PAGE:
The World of Buddhahood
The best of the best of the best, SIR!!
Taken from the article 'Practicing Buddhism in a War Zone' first published in The Buddha Mag

Since this chapter is about the World of Buddhahood, you’re probably expecting an explanation of the World of Buddhahood. The problem is that even though there are many similarities among people as they exhibit this World, descriptions of the subjective reality of what’s happening vary widely. The truth is that a lot happens. What one person focuses on may be completely different than what another person focuses on. And what you focus on one moment, and see as a “benefit” from chanting, may be different than what you will see as the “benefit” of chanting as soon as 15 minutes later. Usually, what you felt you needed to change about yourself is what you are going to see as either having changed or not having changed. If you feel stressed, you may, after chanting, say that chanting relaxes you. And, paradoxically, if you feel tired and burned out, you may, after chanting, say that chanting revives you and gives you energy. Did chanting have different results in each case? No. They were the same results both times, but your focus changes.

With that understanding, I’ve created a list of various things I’ve noticed happen when people chant. Here they are:

  • You see yourself becoming happier.
  • You notice things in your environment more.
  • You pay more attention to others around you and what they are thinking and feeling.
  • You find yourself embracing and reaching out to other people.
  • You feel a much deeper sense of empathy and concern about the sufferings of others, even people you don’t know.
  • You see situations from a different perspective, as an extension of yourself, and your actions now support them.
  • You regularly see even mundane things from a much broader perspective than the vast majority of people: That of the whole universe or of an unlimited span of time.
  • You take more pleasure in everything you do.
  • You enjoy your life more.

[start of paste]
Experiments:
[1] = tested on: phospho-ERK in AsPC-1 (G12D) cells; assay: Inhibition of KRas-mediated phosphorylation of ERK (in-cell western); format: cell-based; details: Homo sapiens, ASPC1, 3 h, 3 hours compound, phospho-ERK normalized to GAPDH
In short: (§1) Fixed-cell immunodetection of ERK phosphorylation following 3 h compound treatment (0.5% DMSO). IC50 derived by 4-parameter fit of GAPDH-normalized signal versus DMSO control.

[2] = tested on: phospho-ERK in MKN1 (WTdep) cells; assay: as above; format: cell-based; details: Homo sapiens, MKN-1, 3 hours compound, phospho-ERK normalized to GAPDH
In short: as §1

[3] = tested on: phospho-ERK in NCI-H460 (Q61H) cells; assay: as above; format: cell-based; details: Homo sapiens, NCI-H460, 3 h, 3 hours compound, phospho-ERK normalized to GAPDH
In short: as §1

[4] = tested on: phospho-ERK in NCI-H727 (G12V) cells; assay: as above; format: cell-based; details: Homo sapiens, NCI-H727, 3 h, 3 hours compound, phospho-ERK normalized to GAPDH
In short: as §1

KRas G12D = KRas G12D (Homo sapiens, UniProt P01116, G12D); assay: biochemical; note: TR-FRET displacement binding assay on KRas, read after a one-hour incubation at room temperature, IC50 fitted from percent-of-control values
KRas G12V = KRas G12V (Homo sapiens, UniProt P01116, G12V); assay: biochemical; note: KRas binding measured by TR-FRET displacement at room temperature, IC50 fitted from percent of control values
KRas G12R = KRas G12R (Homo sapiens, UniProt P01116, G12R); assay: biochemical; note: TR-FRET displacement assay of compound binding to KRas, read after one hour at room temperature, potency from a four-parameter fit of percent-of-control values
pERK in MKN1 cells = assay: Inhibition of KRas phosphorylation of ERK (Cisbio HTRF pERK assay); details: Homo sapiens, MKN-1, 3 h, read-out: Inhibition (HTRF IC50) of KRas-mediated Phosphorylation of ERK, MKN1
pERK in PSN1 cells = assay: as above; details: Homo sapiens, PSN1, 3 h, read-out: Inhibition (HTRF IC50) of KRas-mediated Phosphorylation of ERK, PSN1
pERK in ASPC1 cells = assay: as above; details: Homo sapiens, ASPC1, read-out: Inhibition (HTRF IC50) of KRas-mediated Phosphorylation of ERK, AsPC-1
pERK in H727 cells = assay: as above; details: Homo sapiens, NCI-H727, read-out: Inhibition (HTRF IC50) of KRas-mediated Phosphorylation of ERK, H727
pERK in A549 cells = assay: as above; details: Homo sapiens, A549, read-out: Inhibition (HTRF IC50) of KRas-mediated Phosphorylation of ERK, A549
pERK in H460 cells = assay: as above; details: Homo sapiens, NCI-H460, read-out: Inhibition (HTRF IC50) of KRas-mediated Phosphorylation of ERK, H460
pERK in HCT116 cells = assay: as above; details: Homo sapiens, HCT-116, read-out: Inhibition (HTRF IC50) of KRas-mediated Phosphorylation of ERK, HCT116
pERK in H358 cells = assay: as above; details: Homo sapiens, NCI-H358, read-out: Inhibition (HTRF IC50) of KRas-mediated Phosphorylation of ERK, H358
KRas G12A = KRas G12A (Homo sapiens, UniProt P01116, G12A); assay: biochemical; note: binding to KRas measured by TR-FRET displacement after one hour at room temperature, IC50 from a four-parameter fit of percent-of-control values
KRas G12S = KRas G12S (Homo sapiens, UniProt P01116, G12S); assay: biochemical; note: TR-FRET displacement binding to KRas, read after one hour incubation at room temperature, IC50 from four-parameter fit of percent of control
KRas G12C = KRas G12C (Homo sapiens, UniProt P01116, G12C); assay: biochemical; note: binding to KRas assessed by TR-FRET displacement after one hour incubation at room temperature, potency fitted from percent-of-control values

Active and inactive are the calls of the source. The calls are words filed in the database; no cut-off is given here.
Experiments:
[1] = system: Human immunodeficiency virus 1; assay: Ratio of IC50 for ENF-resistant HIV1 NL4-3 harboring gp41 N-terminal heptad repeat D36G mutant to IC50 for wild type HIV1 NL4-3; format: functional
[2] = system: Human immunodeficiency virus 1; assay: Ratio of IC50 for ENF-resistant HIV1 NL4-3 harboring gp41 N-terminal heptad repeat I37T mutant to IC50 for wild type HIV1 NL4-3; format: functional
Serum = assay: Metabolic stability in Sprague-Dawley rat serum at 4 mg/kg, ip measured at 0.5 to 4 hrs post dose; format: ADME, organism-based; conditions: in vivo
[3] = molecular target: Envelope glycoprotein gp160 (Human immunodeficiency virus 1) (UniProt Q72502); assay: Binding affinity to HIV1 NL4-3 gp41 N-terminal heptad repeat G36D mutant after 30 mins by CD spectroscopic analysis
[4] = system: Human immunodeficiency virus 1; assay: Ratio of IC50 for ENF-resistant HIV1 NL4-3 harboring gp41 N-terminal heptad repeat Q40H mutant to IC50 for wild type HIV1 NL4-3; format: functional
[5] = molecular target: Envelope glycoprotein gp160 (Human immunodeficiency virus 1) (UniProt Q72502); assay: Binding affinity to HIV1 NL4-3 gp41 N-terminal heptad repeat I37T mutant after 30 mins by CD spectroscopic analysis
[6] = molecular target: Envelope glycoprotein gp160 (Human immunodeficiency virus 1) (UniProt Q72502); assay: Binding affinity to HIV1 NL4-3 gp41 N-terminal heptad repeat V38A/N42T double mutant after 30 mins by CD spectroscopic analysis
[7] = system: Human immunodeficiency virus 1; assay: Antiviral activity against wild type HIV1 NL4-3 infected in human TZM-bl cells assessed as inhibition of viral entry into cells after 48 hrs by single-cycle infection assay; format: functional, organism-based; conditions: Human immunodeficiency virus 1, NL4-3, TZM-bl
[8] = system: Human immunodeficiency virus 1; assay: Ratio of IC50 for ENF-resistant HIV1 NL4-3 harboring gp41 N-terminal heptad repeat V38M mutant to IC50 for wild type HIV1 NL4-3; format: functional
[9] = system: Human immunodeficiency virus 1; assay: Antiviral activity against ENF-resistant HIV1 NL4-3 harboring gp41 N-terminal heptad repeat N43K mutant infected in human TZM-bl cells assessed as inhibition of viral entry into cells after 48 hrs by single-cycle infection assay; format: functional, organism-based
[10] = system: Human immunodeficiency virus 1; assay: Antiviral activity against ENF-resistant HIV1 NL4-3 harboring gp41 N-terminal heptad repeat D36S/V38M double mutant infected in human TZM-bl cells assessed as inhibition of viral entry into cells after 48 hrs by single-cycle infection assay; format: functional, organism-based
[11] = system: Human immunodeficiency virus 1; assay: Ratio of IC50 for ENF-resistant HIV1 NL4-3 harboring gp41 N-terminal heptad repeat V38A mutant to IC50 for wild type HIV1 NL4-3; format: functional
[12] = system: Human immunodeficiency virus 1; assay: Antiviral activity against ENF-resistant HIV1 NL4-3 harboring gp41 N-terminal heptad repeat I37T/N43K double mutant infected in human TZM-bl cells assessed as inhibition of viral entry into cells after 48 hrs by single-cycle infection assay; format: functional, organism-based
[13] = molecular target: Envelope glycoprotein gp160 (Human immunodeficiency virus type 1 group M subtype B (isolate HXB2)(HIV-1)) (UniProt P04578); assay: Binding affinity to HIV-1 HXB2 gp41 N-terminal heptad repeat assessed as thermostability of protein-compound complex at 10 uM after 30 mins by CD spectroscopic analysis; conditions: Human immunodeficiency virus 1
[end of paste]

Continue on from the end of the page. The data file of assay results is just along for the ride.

• You inspire others with wondrous new realizations.
  • You attract people to you for unknown reasons.
  • You approach new challenges that you would have never dreamed of tackling before (and sometimes old challenges) with fresh determination and vigor.

There are thousands more benefits that come from chanting, but I can’t list them all here. I’m sure that as you chant, you’ll notice tons of changes in yourself that aren’t listed above. Really, you can’t describe Buddhahood with a list. The list is a list of results of becoming a Buddha. It isn’t a description of Buddhahood. The best way to explain what it’s like to become a Buddha is to say that becoming a Buddha is becoming a new version of you. Now that we have a description out of the way, we can get on with the important part of the article – how to become a Buddha.

The goal in Buddhism is to make enlightenment one’s central life tendency. I mentioned before that a person’s ability to make a certain World their central life tendency is the result of causes that they have made in the past. Some people spend their entire lives striving to break free from a central life tendency of Hell. For one to raise their central life tendency at all takes tremendous effort, struggle, wisdom and good fortune. Therefore, for a person to raise their central life tendency to that of enlightenment is an incredible struggle.

Within each of the Ten Worlds is the potential for each of the other nine. This is referred to as the mutual possession of the Ten Worlds. What it means in practical terms is that the potential for Buddhahood exists within each of the other Worlds. You don’t have to scratch and claw your way up through each and every one of the Worlds to reach the highest or tenth World of Buddhahood. As you become aware of your life’s tendency to cycle among the lower six Worlds, you can develop a seeking mind to escape from them.

Even if your Central Life Tendency is that of Hell, as you chant Nam-Myoho-Renge-Kyo, you will easily and quickly escape the sufferings of Hell and find within yourself a renewed hope for your own and others’ future. If you fail to chant Nam-Myoho-Renge-Kyo, though, you can never understand or experience the World of Buddhahood in your own life. Chanting is not an intellectualization of Buddha wisdom, such as reading passages from a wise man. Nam-Myoho-Renge-Kyo is not a phrase about Buddha wisdom; Nam-Myoho-Renge-Kyo is Buddha wisdom. Chanting is a direct connection to your Buddhahood, whereas pontificating or studying about Buddhism is not. As Shakyamuni Buddha said, “The true entity of all phenomena can only be understood and shared between Buddhas.” (Shakyamuni, Lotus Sutra, p.24) Therefore, the only way to do more than intellectualize the concept of the World of Buddhahood is to start chanting Nam-Myoho-Renge-Kyo now and reveal the condition of Buddhahood within.